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Rotary Club of Accra-Labone and partners hand over 9 borehole projects

BY: David Paa-Kwesi Able

The Rotary Club of Accra-Labone has handed over six more mechanized boreholes to six communities in the Ga West Municipality of the Greater Accra Region and Tamale in the Northern region to help address their water challenges.

The initiative, a joint project by the Rotary Club of Accra-Labone and the Rotary Club of Oyster Point, Virginia, USA, brings to nine the total number of mechanized boreholes aimed at providing potable water to deprived communities this year.

The six beneficiary communities are Adjeiman, Okushibiade, Ahiabukope, Ardeyman, Akramaman and Kitara-Tamale. Earlier on in June, the partners had presented similar boreholes to the three communities of Akwatsiri, Skido and Kramokrom also in the Ga West Municipality to complete the Club’s target for the year.

The projects were completed at a total cost of $48,000, according to Mrs. Theresa Ama Afro Agbodo - President of the Rotary Club of Accra-Labone, who asked the beneficiary communities to take very good care of the facilities, maintain and manage them well so they will serve the communities for a long time.

She said by so doing, the communities would be showing appreciation for the gesture and thus encourage Rotary to return to support them further.

Sarah Saville of Rotary Club of Oyster Point – Virginia, and currently Project Chair for the mechanized borehole grant in partnership with Accra Labone, said Rotary Clubs in Virginia have a long history of working with clubs in Ghana, and that her outfit has been supporting the boreholes project since late 2020.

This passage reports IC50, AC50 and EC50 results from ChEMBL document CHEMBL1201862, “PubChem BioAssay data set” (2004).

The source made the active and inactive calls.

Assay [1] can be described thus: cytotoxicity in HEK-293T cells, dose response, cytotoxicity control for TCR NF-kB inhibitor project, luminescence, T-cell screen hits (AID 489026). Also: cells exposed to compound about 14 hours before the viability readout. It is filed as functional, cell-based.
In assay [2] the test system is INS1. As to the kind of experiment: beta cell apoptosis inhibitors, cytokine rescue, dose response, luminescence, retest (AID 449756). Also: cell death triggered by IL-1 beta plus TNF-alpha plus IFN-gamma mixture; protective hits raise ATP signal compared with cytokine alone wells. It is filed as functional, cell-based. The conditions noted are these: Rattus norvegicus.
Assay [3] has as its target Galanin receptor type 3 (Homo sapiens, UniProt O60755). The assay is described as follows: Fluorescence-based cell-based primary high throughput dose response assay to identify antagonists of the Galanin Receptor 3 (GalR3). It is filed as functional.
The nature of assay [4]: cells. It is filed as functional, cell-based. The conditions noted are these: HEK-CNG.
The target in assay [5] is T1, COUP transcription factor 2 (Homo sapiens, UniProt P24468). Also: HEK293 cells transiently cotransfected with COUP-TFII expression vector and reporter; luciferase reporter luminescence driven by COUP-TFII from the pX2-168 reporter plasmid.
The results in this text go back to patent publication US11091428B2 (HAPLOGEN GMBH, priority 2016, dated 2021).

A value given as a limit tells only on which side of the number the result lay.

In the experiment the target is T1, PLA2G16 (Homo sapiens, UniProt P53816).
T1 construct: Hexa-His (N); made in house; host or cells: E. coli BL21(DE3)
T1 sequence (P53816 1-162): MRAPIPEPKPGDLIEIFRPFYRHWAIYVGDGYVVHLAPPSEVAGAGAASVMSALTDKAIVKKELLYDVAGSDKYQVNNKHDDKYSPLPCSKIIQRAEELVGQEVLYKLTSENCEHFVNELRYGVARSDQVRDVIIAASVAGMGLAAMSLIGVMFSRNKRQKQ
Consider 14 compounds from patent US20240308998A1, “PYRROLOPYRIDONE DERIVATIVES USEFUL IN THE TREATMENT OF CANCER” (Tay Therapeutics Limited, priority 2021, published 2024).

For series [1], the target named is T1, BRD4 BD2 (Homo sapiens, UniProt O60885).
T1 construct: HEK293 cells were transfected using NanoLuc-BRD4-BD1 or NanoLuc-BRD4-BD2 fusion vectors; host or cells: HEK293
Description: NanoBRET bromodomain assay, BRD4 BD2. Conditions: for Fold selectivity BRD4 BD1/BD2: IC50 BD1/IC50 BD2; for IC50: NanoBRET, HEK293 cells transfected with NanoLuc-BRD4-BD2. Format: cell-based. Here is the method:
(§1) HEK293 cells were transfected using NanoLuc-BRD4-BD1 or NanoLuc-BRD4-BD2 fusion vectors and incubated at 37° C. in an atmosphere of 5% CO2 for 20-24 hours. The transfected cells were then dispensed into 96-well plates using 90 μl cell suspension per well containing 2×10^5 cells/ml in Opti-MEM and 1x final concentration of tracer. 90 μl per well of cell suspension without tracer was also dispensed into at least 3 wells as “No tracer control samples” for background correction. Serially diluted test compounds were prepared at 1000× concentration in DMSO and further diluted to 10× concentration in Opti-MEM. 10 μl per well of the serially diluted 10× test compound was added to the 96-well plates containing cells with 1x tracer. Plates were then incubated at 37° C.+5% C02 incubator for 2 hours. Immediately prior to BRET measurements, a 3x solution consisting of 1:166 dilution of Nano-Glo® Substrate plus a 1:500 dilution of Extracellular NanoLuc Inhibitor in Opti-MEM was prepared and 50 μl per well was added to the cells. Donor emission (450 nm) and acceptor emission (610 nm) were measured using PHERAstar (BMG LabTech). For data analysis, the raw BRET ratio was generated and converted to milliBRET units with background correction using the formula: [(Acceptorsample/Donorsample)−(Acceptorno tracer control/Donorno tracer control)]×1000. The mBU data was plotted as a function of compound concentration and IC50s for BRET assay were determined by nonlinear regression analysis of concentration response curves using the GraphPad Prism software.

She said she looked forward to finishing many more projects together.

“We wanted to partner with Accra Labone because one of the foundations of Rotary is rowing together, people rowing this road together and we need to make the world a better place for everyone around the world, and this project certainly helps to do that. It’s been so touching to see members of the various communities and how this is going to affect their lives and improve their communities for generations to come, not just everyone who is there now but their children, and their children’s children and to know that we were a small part of making that happen, is very, very touching,” she said.

Emmanuel Mawuli Amuzu, Assemblyman for Akotoshie electoral area, which he said has about 18 communities including Ahiabu, spoke of the communities having long-standing challenges in sourcing potable water, especially during the dry season when water levels in available ponds sink very low.

He also was very happy for the project and expressed gratitude to Rotary, promising to set up a committee to manage it and to be collecting token fees for maintenance.

The Dzaasitse of Akramaman also expressed his gratitude for what he described as the thoughtful support from the partners, saying their periodic water challenges had finally come to an end.

A youth leader of Akramaman, Madiba Debrah, and Nii Armah Oshimpo, Akwaashontse also of Akramaman, both expressed profound gratitude to the partners both home and abroad, explaining that sometimes they have had to use pure water for domestic chores at enormous cost, and promised to take very good care of the facility.

A nursing mother, Victoria Akpagri told her benefactors that members of the community have had to travel long distances to get potable water, and on behalf of all nursing mothers, students, workers and entire community, prayed for God’s blessing on the partners from Rotary.